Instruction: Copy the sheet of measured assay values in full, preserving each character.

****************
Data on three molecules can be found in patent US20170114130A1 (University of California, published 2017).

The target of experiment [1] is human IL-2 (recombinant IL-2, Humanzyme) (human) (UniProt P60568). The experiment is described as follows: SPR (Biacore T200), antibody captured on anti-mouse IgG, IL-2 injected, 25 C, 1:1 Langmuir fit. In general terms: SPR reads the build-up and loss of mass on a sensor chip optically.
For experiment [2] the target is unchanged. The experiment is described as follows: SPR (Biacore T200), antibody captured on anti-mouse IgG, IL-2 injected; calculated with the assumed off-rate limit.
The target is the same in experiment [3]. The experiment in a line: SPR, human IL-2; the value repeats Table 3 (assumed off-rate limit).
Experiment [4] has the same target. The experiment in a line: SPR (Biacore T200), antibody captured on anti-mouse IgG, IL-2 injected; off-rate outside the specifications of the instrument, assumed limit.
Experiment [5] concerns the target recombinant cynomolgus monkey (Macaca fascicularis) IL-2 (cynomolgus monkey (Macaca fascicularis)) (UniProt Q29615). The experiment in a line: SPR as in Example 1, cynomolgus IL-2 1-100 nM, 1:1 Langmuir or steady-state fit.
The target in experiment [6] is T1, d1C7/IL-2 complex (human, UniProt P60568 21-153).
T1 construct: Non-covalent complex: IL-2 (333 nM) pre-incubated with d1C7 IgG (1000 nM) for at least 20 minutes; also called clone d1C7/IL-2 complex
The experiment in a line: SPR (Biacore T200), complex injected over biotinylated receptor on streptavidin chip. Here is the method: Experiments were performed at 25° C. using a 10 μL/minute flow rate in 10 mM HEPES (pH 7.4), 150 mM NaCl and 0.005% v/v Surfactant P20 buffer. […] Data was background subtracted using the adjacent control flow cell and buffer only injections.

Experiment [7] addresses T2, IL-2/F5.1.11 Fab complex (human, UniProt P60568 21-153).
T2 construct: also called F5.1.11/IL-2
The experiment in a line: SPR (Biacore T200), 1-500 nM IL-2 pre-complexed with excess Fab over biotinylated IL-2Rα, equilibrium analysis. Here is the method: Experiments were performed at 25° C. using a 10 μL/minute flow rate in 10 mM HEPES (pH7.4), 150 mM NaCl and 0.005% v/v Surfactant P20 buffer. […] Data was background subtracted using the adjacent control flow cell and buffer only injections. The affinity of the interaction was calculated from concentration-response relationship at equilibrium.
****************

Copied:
Data on three molecules can be found in patent US20170114130A1 (University of California, published 2017).

The target of experiment [1] is human IL-2 (recombinant IL-2, Humanzyme) (human) (UniProt P60568). The experiment is described as follows: SPR (Biacore T200), antibody captured on anti-mouse IgG, IL-2 injected, 25 C, 1:1 Langmuir fit. In general terms: SPR reads the build-up and loss of mass on a sensor chip optically.
For experiment [2] the target is unchanged. The experiment is described as follows: SPR (Biacore T200), antibody captured on anti-mouse IgG, IL-2 injected; calculated with the assumed off-rate limit.
The target is the same in experiment [3]. The experiment in a line: SPR, human IL-2; the value repeats Table 3 (assumed off-rate limit).
Experiment [4] has the same target. The experiment in a line: SPR (Biacore T200), antibody captured on anti-mouse IgG, IL-2 injected; off-rate outside the specifications of the instrument, assumed limit.
Experiment [5] concerns the target recombinant cynomolgus monkey (Macaca fascicularis) IL-2 (cynomolgus monkey (Macaca fascicularis)) (UniProt Q29615). The experiment in a line: SPR as in Example 1, cynomolgus IL-2 1-100 nM, 1:1 Langmuir or steady-state fit.
The target in experiment [6] is T1, d1C7/IL-2 complex (human, UniProt P60568 21-153).
T1 construct: Non-covalent complex: IL-2 (333 nM) pre-incubated with d1C7 IgG (1000 nM) for at least 20 minutes; also called clone d1C7/IL-2 complex
The experiment in a line: SPR (Biacore T200), complex injected over biotinylated receptor on streptavidin chip. Here is the method: Experiments were performed at 25° C. using a 10 μL/minute flow rate in 10 mM HEPES (pH 7.4), 150 mM NaCl and 0.005% v/v Surfactant P20 buffer. […] Data was background subtracted using the adjacent control flow cell and buffer only injections.

Experiment [7] addresses T2, IL-2/F5.1.11 Fab complex (human, UniProt P60568 21-153).
T2 construct: also called F5.1.11/IL-2
The experiment in a line: SPR (Biacore T200), 1-500 nM IL-2 pre-complexed with excess Fab over biotinylated IL-2Rα, equilibrium analysis. Here is the method: Experiments were performed at 25° C. using a 10 μL/minute flow rate in 10 mM HEPES (pH7.4), 150 mM NaCl and 0.005% v/v Surfactant P20 buffer. […] Data was background subtracted using the adjacent control flow cell and buffer only injections. The affinity of the interaction was calculated from concentration-response relationship at equilibrium.